The census is carried out every 10 years as required by the U.S. Constitution. Most people focus on the political importance of the activity, which is to provide data for legislative reapportionment and districting. Yet, the census has been directly connected to the health of the people for well over a century. Census tracts – a defined geographic area with a population of 1,200-8,000 people – were first used in 1910. Initially they were called “sanitary districts” because public health departments were instrumental in establishing the boundaries to plan for public health and health services. Over the next several decades the use of these data to track neighborhood morbidity and mortality became a staple of public health practice. These surveys led to significant advances in health issues from infant mortality to tuberculosis. Fast forward a hundred years and the census has become a crucial undertaking for the well-being of Missourians and everyone in the United States. This is why it is essential that we ensure an accurate count in 2020.
- It ensures high-quality health-related data. Our health information infrastructure includes the census as a key component. In addition, it is the underlying statistical framework that is essential to a whole family of surveys. The census data provides essential population knowledge about demographics, social determinants of health, public health, insurance, fertility, and disability. The 2020 census will be the fundamental information source on our population for a variety of public purposes over the next decade.
- It serves as a basis for funding allocations of federal health programs. Hundreds of billions of dollars are distributed to states and communities annually based on the census. Among these are health programs such as Medicaid, Medicare Part B, Children’s Health Insurance Program (CHIP), Supplemental Nutrition Program for Women, Infants, and Children (WIC), reproductive health programs, and community health centers. The larger the population counted in Missouri, the greater the share of federal dollars that will come to the state. According to some estimates, every uncounted person in the 2010 census cost Missouri approximately $1,272 in federal funding annually. In 2015, the total federal dollars at stake totaled a massive $11.26 billion.
- It influences the geography of community-based services. The location of health facilities and health professionals are shaped by data documenting an area’s need. The census provides community-level comparative figures for private and public decision-makers. This is particularly important for our state because most of Missouri is considered a health professional shortage area.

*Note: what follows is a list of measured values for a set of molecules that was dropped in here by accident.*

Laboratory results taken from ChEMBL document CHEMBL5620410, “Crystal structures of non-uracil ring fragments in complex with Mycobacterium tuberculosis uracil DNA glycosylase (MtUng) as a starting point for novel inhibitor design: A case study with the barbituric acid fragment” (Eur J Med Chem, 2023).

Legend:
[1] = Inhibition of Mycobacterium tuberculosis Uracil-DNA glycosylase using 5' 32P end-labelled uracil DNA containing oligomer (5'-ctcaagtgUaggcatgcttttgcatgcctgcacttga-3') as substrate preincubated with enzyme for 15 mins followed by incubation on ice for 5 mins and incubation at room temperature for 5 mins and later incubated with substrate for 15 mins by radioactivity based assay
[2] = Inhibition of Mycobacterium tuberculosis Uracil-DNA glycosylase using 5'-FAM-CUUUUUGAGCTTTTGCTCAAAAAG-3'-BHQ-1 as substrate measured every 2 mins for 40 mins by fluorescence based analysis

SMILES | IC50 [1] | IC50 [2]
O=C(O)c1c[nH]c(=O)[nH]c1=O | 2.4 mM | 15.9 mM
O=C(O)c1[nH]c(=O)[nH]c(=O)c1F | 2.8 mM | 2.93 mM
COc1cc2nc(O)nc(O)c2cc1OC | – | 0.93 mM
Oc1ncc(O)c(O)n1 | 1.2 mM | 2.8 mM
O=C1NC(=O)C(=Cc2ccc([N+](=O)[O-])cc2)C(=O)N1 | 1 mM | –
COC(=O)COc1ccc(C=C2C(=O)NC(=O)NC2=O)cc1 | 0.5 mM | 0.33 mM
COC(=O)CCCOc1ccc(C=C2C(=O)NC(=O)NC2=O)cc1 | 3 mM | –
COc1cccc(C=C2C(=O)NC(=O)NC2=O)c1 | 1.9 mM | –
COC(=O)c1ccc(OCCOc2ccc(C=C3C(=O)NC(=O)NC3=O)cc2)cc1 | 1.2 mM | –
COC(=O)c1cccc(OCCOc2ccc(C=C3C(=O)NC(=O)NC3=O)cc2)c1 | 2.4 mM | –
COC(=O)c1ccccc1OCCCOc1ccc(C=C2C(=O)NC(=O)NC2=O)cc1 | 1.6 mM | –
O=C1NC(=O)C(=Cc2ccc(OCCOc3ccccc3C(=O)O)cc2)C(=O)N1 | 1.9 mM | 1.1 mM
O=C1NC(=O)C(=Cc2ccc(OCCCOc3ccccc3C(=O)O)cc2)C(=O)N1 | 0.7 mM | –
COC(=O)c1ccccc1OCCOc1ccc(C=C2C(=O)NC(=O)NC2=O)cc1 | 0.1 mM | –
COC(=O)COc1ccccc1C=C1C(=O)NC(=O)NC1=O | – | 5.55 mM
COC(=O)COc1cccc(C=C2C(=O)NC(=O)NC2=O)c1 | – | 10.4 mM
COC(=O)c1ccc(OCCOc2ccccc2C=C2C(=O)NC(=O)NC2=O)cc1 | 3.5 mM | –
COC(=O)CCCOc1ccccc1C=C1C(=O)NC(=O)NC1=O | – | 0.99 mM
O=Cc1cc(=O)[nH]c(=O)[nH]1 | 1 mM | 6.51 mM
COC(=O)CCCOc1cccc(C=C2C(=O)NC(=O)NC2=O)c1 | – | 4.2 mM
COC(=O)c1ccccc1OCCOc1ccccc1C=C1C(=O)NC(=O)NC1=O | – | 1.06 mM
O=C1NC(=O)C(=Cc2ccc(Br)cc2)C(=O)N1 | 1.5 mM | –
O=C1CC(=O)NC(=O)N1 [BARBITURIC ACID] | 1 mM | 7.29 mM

So, you see why counting everyone in Missouri in the 2020 census is so important for the health of our state. However, I can’t overstate what a huge undertaking it is. Although 2020 may seem far in the future, the education and coordination needed to ensure we have an accurate count means we need to start planning now. The U.S. Census Bureau will oversee the work, but all sectors of Missouri will have the opportunity to do their part in making sure our tally is correct. For example, some communities will benefit from having trusted voices help explain the value of being counted to people who may be distrustful of the government. Nonprofit organizations can help connect with hard-to-reach populations, which had less than 73 percent participation in 2010. Let’s unite around the importance of an accurate census count and embrace the value of sharing census knowledge with our communities.
The good news is that the census is an opportunity for communities to celebrate our every-decade enumeration of ourselves; it is an affirmation of our democracy and grounded in our American concept of “we the people.” The less good news is that several issues stand in the way. First is undercounting. In 2010 more than 5 million children under age 5 were not counted, making it imperative in 2020 to make a special effort to count young children. Second, Missouri has not done well in counting all Missourians. One estimate found that Missouri lost more than $150 million in 2015 for Medicaid funding alone due to undercounting, the fourth highest amount of any state. Finally, the 2020 census will be the first to be electronic as well as on paper. The concern is that residents of rural areas, with 21 percent of homes lacking internet access, will be at risk of being undercounted. This could have negative impact on Missouri because of our extensive rural population.
The future health of Missouri is important to all of us, and we must demonstrate that by promoting the importance of the census and making sure everyone is counted. Census data are secure and every person included is important! Healthy communities lead to healthier individuals and a more equitable state – a win for all Missourians!